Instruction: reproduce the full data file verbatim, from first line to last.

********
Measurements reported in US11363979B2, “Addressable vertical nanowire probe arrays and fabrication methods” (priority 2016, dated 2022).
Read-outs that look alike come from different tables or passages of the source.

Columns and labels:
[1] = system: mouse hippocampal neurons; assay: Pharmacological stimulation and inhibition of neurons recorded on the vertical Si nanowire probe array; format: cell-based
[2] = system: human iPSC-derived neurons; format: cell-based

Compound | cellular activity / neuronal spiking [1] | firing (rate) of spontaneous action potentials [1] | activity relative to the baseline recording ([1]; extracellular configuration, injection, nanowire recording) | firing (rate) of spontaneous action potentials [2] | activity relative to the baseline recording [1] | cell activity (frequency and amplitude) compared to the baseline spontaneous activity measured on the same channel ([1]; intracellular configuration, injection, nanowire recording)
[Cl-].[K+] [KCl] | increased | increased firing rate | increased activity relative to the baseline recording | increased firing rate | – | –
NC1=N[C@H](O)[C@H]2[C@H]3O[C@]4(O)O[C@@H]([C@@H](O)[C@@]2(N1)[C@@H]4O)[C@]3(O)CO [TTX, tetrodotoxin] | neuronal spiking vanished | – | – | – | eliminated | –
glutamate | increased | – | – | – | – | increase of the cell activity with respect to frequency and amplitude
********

Measurements reported in US11363979B2, “Addressable vertical nanowire probe arrays and fabrication methods” (priority 2016, dated 2022).
Read-outs that look alike come from different tables or passages of the source.

Columns and labels:
[1] = system: mouse hippocampal neurons; assay: Pharmacological stimulation and inhibition of neurons recorded on the vertical Si nanowire probe array; format: cell-based
[2] = system: human iPSC-derived neurons; format: cell-based

Compound | cellular activity / neuronal spiking [1] | firing (rate) of spontaneous action potentials [1] | activity relative to the baseline recording ([1]; extracellular configuration, injection, nanowire recording) | firing (rate) of spontaneous action potentials [2] | activity relative to the baseline recording [1] | cell activity (frequency and amplitude) compared to the baseline spontaneous activity measured on the same channel ([1]; intracellular configuration, injection, nanowire recording)
[Cl-].[K+] [KCl] | increased | increased firing rate | increased activity relative to the baseline recording | increased firing rate | – | –
NC1=N[C@H](O)[C@H]2[C@H]3O[C@]4(O)O[C@@H]([C@@H](O)[C@@]2(N1)[C@@H]4O)[C@]3(O)CO [TTX, tetrodotoxin] | neuronal spiking vanished | – | – | – | eliminated | –
glutamate | increased | – | – | – | – | increase of the cell activity with respect to frequency and amplitude